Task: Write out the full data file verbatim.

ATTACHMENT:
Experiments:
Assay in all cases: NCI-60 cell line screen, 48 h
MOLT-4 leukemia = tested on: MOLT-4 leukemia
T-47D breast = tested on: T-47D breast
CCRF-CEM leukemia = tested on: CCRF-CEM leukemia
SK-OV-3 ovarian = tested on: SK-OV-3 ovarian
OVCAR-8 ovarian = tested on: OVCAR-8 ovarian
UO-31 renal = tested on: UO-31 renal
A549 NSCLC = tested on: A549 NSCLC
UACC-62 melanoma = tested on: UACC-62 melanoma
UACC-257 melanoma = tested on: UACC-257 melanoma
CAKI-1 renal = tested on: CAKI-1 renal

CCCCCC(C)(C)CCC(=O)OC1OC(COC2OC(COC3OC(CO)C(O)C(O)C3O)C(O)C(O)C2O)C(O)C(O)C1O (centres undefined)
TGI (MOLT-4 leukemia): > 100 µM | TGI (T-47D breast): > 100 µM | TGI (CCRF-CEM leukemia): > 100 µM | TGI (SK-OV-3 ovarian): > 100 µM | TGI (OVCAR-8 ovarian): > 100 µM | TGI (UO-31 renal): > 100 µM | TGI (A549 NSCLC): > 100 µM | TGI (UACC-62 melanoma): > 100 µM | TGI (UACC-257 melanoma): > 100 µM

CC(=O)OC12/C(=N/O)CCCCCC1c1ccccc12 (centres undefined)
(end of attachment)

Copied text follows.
Experiments:
Assay in all cases: NCI-60 cell line screen, 48 h
MOLT-4 leukemia = tested on: MOLT-4 leukemia
T-47D breast = tested on: T-47D breast
CCRF-CEM leukemia = tested on: CCRF-CEM leukemia
SK-OV-3 ovarian = tested on: SK-OV-3 ovarian
OVCAR-8 ovarian = tested on: OVCAR-8 ovarian
UO-31 renal = tested on: UO-31 renal
A549 NSCLC = tested on: A549 NSCLC
UACC-62 melanoma = tested on: UACC-62 melanoma
UACC-257 melanoma = tested on: UACC-257 melanoma
CAKI-1 renal = tested on: CAKI-1 renal

CCCCCC(C)(C)CCC(=O)OC1OC(COC2OC(COC3OC(CO)C(O)C(O)C3O)C(O)C(O)C2O)C(O)C(O)C1O (centres undefined)
TGI (MOLT-4 leukemia): > 100 µM | TGI (T-47D breast): > 100 µM | TGI (CCRF-CEM leukemia): > 100 µM | TGI (SK-OV-3 ovarian): > 100 µM | TGI (OVCAR-8 ovarian): > 100 µM | TGI (UO-31 renal): > 100 µM | TGI (A549 NSCLC): > 100 µM | TGI (UACC-62 melanoma): > 100 µM | TGI (UACC-257 melanoma): > 100 µM

CC(=O)OC12/C(=N/O)CCCCCC1c1ccccc12 (centres undefined)